The problem here, according to Mervyn King, former Governor of the Bank of England, is the basic riskiness. He describes this in his new book "The End of Alchemy": "Banks pretended that short-term riskless deposits could be used to finance long-term risky investments…. the alchemy is, the apparent transformation of risk into safety." (Page 251)

That is, "The pretense that the illiquid real assets of an economy-the factories, capital equipment, houses and offices-can suddenly be converted into money or liquidity is the essence of the alchemy of the present system." (Page 253)

In a world where the Internet is ubiquitous, the speed that transactions and other transfers can take place and the fact that these transactions and transfers can be initiated from almost anywhere changes the riskiness of the whole banking system. Mr. King suggests that this situation cannot continue as it now is.

Proposals to change the system have been made in the past. One of these is 100 percent reserve banking. Mr. King proposes an alternative to 100 percent reserve banking, a system that is not quite as restrictive, but provides ample protection against the alchemy he is opposing.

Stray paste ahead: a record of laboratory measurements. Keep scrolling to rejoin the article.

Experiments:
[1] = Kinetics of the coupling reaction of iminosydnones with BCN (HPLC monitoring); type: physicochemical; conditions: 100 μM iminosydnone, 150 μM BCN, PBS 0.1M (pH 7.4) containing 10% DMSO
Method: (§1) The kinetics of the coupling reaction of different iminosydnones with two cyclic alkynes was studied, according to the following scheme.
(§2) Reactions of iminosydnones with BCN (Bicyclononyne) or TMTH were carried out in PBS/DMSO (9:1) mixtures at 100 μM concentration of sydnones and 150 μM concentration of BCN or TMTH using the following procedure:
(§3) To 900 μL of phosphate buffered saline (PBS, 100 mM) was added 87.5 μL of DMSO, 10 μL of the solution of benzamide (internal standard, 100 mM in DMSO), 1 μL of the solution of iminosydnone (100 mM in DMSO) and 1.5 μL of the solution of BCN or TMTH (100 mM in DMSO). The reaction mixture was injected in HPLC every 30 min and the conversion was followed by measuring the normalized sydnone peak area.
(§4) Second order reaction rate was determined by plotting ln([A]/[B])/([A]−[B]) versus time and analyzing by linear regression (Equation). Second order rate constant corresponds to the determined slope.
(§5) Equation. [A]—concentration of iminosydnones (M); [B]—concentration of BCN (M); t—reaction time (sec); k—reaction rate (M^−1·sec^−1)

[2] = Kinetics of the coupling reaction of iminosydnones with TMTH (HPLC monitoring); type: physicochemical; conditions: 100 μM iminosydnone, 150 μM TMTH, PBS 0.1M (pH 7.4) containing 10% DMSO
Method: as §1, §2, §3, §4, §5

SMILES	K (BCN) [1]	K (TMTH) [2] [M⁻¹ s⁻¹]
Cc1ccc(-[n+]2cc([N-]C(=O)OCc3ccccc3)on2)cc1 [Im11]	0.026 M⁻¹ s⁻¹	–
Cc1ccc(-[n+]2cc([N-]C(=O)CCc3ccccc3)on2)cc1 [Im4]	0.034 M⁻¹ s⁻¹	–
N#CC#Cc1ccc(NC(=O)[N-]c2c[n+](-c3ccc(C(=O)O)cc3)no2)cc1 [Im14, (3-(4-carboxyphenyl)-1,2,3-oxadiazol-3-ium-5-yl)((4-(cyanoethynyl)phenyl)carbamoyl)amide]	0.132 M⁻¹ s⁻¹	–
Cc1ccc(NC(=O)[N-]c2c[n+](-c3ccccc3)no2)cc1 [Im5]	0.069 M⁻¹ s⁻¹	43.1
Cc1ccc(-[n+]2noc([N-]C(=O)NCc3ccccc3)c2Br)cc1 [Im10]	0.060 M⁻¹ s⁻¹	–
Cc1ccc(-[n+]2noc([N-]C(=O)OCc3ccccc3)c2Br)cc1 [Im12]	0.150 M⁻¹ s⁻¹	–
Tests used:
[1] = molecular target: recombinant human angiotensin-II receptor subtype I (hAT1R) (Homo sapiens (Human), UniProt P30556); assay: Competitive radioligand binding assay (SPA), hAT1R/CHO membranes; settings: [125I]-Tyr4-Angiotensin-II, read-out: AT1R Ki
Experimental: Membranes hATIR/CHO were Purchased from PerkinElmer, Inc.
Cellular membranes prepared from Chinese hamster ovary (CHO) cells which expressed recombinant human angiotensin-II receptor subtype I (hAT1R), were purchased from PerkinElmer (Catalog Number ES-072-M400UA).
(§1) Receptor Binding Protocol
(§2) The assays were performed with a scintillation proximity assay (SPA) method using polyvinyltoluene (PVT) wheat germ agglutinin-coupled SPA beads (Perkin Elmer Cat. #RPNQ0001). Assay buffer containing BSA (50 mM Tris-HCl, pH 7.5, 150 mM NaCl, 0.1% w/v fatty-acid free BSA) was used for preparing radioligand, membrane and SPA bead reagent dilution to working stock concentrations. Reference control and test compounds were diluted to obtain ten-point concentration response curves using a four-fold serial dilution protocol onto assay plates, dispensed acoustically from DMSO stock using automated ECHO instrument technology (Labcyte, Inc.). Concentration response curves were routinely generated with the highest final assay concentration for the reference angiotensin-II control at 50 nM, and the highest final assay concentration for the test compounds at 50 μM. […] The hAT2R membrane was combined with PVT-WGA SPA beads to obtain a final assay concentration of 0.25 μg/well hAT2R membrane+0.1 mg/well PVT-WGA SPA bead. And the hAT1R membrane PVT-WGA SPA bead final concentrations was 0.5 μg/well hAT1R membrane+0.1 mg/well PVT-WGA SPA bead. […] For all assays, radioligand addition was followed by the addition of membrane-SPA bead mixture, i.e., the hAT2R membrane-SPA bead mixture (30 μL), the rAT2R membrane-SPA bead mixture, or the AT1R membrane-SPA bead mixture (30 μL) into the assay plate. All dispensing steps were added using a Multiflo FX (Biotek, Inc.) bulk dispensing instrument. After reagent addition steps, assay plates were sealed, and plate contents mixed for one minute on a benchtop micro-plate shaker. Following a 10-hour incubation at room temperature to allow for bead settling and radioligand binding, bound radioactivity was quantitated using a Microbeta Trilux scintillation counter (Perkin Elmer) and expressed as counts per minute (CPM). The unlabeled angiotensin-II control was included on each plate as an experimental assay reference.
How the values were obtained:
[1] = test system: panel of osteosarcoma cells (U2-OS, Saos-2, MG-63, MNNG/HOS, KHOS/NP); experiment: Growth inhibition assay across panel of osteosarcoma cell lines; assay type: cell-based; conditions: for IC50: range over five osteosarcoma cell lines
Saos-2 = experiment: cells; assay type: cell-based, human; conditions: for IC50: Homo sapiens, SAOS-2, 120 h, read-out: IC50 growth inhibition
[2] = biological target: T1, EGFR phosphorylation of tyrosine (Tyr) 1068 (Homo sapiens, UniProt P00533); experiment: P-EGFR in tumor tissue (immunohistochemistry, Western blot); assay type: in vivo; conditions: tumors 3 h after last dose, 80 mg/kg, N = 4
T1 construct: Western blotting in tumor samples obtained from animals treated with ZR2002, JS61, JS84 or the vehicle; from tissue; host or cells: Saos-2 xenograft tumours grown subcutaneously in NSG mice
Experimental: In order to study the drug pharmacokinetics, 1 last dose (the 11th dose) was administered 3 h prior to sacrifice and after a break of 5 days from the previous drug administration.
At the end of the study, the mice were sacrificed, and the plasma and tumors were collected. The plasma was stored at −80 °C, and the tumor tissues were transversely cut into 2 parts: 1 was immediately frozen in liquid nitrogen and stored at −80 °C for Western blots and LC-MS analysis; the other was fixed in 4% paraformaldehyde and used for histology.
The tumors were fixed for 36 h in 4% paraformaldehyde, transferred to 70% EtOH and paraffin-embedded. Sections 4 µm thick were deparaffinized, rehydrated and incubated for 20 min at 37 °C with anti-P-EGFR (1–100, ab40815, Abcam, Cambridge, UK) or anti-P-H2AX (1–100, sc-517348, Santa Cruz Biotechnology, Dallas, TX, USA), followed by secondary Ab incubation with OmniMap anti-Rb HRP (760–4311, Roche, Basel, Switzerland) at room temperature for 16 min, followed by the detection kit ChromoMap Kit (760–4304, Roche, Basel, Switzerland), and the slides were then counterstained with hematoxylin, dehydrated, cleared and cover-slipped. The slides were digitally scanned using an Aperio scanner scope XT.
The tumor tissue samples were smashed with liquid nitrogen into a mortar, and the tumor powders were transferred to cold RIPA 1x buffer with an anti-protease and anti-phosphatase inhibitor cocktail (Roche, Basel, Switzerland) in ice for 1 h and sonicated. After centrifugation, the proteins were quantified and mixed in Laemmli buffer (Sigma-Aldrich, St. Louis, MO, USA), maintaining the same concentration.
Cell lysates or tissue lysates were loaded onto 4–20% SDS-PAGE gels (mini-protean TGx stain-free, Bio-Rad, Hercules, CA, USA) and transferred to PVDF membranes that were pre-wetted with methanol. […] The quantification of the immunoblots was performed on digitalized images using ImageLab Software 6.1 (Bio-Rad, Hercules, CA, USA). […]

Changes to banking regulations like this cannot be ignored in trying to determine what the banking system is going to look like in five years or so.

But, this gets into another concern that Mr. King explores in his book, "radical uncertainty." In terms of the banking system, we really have no real idea what this new banking system might look like. This applies not just to the payments system, but the lending system.

Also, what is going to happen to the structure of the non-bank banks as well as the credit unions? We can all take guesses as to what the banking and financial system might look like, but that is all they are…guesses.

Do I think that commercial banks are good investments right now?

Not really. Not only do the banks still have problems lingering over from the past financial difficulty. The banking system still faces a multitude of problem issues. And, banks, especially the larger ones, are still dealing with the "new" regulatory environment that grew out of the Great Recession.

Maybe this is why the banking sector is doing so baldly in the stock market. According to Barron's Market Laboratory on Stocks, the Dow Jones U. S. Total Market Industry Groups, the banking group year-to-date is down by almost 4 percent and ranks ninth out of ten industry groups in the analysis. It ranks seventh in its year-over-year result, down by about the same amount.

Not only do banks have to deal with what is left over from the past, they have to invent an unknown future. Not a recipe for high performance.

Disclosure: I/we have no positions in any stocks mentioned, and no plans to initiate any positions within the next 72 hours.

I wrote this article myself, and it expresses my own opinions. I am not receiving compensation for it (other than from Seeking Alpha). I have no business relationship with any company whose stock is mentioned in this article.